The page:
The Tories were forced to unveil measures “unprecedented in the history of the British state” on Friday as the coronavirus death toll rose sharply and mass job losses were planned.
Chancellor Rishi Sunak promised a wage bailout for business that want to axe jobs because of the coronavirus crisis. This would see the state “cover 80 percent of the salary of retained workers up to a total of £2,500 a month” through grants.
Sunak said, “I am placing no limit on the amount of funding available for the scheme and we will pay grants to support as many jobs as necessary.
“The Coronavirus Job Retention Scheme will cover the cost of wages backdated to 1 March and will be open initially for at least three months.
“I will extend the scheme for longer if necessary.”
Sunak said the plan was an “unprecedented, economic intervention” by the state—and came only days after a £350 billion bailout for bosses.
It is a departure from Tory free market orthodoxy—and shows a forest of “magic money trees” can quickly be found to save capitalism. Robert Peston, ITV News’ political editor, said, “A Tory government has just announced the temporary nationalisation of more or less the whole private sector.
“And it will be seen as uncontroversial.”
This is a very long way from telling people just to wash their hands. It underlines the scale of the crisis and the inability of the free market to cope.
But the measures are far off from any form of public ownership and just throw money at the private sector. Bosses are still in charge and it's them who will get the cash.
It remains unclear unclear how many workers' wages would be guaranteed. Sunak said the grants would cover workers on a PAYE payroll schemes, which can exclude some such as the bogus self-employed and the lowest paid.
He left open the possibility that bosses wouldn’t have to pay the remaining 20 percent of a worker's wage saying, “Employers can top up salaries further if they choose to.”
In sectors that are more casualised, for instance, bosses may just lay off workers without bothering to apply for the scheme.
It is also unclear whether parents who need to cut their hours or take unpaid leave in order to care for children while schools are closed to most pupils will be eligible for the coronavirus job retention scheme. If not, a large group of people remains vulnerable.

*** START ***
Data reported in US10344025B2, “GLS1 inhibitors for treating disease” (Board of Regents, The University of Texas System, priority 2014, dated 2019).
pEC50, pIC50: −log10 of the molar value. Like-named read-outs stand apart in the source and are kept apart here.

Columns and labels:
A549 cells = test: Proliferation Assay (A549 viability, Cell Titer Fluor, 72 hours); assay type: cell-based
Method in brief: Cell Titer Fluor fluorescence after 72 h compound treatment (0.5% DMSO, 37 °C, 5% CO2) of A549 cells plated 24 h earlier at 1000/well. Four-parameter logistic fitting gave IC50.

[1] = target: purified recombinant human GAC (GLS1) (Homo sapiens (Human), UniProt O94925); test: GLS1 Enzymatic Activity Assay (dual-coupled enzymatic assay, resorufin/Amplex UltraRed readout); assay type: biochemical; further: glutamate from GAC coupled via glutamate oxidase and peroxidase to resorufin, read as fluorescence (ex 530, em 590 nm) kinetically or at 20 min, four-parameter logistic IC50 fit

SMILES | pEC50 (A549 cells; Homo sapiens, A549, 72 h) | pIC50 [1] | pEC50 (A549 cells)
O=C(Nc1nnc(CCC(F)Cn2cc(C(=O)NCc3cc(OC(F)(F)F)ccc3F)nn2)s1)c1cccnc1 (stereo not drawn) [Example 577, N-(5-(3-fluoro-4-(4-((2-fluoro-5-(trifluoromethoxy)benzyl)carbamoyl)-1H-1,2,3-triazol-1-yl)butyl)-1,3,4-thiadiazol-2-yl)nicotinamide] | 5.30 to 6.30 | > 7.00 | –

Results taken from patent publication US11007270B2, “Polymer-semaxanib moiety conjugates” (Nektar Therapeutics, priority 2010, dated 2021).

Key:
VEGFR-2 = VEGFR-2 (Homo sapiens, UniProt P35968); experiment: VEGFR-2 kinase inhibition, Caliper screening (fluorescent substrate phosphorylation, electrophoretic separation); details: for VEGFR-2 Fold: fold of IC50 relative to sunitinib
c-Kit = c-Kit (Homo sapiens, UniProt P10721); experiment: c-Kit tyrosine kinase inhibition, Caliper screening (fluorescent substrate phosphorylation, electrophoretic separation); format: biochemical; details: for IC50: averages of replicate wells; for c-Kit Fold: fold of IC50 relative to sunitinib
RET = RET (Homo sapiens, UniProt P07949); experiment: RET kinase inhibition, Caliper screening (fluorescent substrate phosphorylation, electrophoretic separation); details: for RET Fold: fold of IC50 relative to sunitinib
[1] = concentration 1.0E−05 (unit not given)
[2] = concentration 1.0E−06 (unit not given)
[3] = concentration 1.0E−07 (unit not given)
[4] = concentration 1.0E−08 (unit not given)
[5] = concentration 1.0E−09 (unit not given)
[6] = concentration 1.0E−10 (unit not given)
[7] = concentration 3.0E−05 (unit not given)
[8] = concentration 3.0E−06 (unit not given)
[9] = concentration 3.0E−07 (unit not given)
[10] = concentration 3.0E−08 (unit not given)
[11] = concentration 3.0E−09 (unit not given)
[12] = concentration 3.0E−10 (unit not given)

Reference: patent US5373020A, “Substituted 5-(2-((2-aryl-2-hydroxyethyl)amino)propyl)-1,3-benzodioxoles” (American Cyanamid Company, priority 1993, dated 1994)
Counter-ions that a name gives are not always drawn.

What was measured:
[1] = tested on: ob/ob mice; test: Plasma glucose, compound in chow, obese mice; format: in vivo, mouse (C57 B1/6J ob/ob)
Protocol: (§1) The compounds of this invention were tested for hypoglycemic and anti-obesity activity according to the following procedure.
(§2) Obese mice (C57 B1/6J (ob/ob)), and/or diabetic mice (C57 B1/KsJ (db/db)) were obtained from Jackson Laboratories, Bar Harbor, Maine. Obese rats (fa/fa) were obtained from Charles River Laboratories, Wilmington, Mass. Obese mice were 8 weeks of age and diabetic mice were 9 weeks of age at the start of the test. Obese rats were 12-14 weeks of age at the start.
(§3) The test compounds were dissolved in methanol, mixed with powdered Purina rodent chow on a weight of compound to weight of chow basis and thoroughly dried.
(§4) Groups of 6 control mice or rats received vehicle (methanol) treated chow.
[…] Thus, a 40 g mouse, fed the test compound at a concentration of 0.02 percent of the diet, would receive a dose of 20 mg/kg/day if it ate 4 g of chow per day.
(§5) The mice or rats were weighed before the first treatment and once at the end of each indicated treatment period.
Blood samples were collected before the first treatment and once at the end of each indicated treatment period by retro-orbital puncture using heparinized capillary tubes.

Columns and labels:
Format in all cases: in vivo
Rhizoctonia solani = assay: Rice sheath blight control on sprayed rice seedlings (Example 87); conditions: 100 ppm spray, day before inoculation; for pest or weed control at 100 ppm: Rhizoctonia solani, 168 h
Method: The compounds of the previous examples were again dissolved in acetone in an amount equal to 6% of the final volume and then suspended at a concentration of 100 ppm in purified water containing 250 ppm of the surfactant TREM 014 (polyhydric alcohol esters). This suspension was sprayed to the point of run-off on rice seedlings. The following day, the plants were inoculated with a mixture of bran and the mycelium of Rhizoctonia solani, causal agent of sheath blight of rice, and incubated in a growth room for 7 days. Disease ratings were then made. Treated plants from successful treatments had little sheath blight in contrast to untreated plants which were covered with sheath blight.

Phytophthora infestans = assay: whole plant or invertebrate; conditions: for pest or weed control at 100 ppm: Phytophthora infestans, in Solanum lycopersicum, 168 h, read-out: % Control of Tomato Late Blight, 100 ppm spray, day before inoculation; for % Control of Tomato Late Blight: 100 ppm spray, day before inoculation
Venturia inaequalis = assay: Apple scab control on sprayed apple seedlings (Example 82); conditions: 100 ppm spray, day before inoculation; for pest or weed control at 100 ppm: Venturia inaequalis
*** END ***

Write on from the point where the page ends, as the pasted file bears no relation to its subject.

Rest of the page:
And what happens after three months?
There was precious little for renters and those who have already been sacked.
Unions should fight to make sure workers get 100 percent of their wages.
There were no details of how or if the state will determine eligibility for the grants. Shortly afterwards, Sir Philip’s Green’s Arcadia Group released a statement that its high street shops were closing their doors.
It said, “All store staff remain employees during this time and will be paid their normal pay for March plus any outstanding overtime payments, after which we will review this situation and will be keeping our store teams updated.”
The multibillionaire owner Green is likely hoping for a public bailout.
Meanwhile, the promise of £7 billion more for welfare pales in comparison to the £350 billion corporate bailout. It includes £1,000 a year increase for the woefully low Universal Credit and Working Tax Credit basic allowances and a slight increase in housing benefit—but no suspension of rents.
TUC union federation general secretary Frances O’Grady said the plan was a “breakthrough” and that Sunak had shown “real leadership”. “We’re glad he's listened to unions and taken vital steps to support working families,” she said.
Unite union leader Len McCluskey praised it as “bold and very much necessary”. “The chancellor has done the right thing and we look forward to working further with him in the coming days to get this money into the hands of those most in need,” he said.
They are wrong to deliver union backing for a Tory chancellor who will savage workers as soon as the emergency lifts.
The Tory measures show the money is there, but state bailouts for private firms do not equal pro-worker policies.
We need to suspend the market and have democratic planning of where resources go to save lives and meet people’s needs. And that means building class unity against the Tories—not making peace with a government in the name of national unity.